NBC New York has asked a federal bankrupcy judge Monday to make public all Madoff-related motions and documents currently being kept secret by the court.
Madoff Trustee Irving Picard has alleged in several still secret lawsuits that numerous major banks and individuals aided Madoff in the fraud. Recent filings have included lawsuits against JP Morgan Chase, HSBC, Citibank, Sterling Equities, among others. But many of the complaints and related documents in the Madoff Investment Securities liquidation are sealed and are out of public view.
Read the letter
"Public disclosure of the court filings could best answer questions and shed important light on some of the controversies surrounding this massive fraud," WNBC's letter to Judge Burton R. Lifland said. "It is past time for the public and the press to see these materials and judge for themselves."
A spokesman for Picard did not return email request seeking comment. Numerous banks have issued public statements claiming the allegations they aided Madoff's fraud are meritless.
This as Mark Madoff's body remains in the city morgue unclaimed, according to a spokeswoman for the city medical examiner. He hanged himself Saturday morning in his Soho apartment amid the ongoing criminal investigation. He was found by his father-in-law in the living room hanging by a dogleash - as Madoff's 2-year-old baby slept nearby.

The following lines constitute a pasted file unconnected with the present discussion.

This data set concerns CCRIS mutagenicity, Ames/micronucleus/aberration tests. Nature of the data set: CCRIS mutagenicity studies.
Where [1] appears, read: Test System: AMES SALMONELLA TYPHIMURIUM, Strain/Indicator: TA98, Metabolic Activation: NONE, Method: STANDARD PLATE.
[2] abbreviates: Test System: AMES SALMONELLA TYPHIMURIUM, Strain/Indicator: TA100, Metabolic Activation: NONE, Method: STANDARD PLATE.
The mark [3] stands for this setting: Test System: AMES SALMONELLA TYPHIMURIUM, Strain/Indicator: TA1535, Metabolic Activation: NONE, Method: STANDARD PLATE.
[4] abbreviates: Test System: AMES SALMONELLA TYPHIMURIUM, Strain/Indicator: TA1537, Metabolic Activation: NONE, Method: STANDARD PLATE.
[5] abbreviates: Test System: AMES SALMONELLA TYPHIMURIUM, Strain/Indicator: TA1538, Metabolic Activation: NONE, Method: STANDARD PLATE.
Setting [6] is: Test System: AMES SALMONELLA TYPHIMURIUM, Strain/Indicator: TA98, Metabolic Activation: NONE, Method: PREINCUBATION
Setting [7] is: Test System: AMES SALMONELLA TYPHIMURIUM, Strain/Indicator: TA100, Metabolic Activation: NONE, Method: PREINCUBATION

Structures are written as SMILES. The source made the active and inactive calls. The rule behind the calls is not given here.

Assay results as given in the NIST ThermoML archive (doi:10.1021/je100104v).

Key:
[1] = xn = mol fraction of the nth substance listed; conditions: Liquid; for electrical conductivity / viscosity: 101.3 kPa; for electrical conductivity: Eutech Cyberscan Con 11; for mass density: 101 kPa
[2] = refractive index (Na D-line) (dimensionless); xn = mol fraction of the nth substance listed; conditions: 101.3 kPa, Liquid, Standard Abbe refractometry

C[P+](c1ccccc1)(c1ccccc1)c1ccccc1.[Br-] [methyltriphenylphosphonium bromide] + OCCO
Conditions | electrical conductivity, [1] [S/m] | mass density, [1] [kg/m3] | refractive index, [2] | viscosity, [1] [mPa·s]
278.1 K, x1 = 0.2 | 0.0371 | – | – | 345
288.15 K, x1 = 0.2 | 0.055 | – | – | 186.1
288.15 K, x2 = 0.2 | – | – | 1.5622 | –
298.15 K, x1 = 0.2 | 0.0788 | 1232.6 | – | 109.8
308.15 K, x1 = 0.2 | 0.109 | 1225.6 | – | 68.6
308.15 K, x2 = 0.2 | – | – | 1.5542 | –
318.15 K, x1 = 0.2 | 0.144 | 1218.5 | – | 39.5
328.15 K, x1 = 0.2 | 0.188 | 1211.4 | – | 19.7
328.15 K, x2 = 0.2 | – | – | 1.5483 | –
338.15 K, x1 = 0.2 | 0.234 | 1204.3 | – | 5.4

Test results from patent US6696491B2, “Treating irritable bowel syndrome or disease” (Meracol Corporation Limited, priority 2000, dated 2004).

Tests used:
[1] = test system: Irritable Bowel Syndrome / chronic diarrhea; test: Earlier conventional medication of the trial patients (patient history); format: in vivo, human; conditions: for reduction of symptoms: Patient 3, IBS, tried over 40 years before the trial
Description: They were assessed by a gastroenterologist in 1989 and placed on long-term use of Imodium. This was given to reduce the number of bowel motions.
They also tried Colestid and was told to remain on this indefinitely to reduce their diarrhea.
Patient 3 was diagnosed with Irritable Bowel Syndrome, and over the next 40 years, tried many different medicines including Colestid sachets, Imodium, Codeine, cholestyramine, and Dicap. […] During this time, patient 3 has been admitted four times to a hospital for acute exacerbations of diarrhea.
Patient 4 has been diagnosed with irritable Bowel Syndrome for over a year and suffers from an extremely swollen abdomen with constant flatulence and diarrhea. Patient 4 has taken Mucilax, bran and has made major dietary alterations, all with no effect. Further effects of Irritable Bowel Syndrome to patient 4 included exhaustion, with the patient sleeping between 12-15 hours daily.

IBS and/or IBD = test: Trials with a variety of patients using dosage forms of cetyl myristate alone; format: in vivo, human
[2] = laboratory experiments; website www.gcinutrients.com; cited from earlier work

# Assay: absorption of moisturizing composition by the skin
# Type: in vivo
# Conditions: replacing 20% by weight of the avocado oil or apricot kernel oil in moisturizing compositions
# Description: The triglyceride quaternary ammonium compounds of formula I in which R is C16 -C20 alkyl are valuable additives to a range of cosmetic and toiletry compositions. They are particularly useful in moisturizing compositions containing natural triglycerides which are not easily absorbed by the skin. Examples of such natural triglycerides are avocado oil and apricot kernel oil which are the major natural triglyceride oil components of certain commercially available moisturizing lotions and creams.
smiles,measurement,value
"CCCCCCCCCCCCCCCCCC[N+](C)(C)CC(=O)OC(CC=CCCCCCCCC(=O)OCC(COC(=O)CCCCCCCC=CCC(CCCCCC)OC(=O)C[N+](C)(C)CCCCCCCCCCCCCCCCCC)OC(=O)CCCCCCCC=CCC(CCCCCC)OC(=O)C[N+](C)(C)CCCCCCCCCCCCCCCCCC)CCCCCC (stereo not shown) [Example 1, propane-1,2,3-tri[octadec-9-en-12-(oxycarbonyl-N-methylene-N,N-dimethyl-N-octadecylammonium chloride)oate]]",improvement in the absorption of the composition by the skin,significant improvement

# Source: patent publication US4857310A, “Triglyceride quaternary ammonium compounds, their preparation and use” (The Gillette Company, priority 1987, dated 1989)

His mom Ruth Madoff has said she is "heartbroken" over her son's suicide. Her lawyer would not comment on reports she is now blaming her husband and his Ponzi scheme for Mark Madoff's death.
Bernie Madoff remains in a North Carolina prison serving a life sentence. His lawyer said Monday he will not request to attend his son's funeral "out of consideration of his daughter-in-law and grandchildrens privacy."
Meanwhile, Madoff's secretary Annette Bongiorno had another hearing in federal court in Manhattan. The Florida-based millionaire waived her right to appear in court, sending her lawyer instead. Outside court, attorney Roland Rioppele said she was "shocked and saddened" when she learned of Madoff's suicide. He added she had known him "since he was a baby."
The Madoff sons had long been under suspicion in connection with the Madoff Ponzi scheme. They had worked at their dad's firm but had denied any wrongdoing. They were the one's who turned Bernie Madoff in to the FBI when their father told them - allegedly for the first time - about his $65 billion dollar scheme.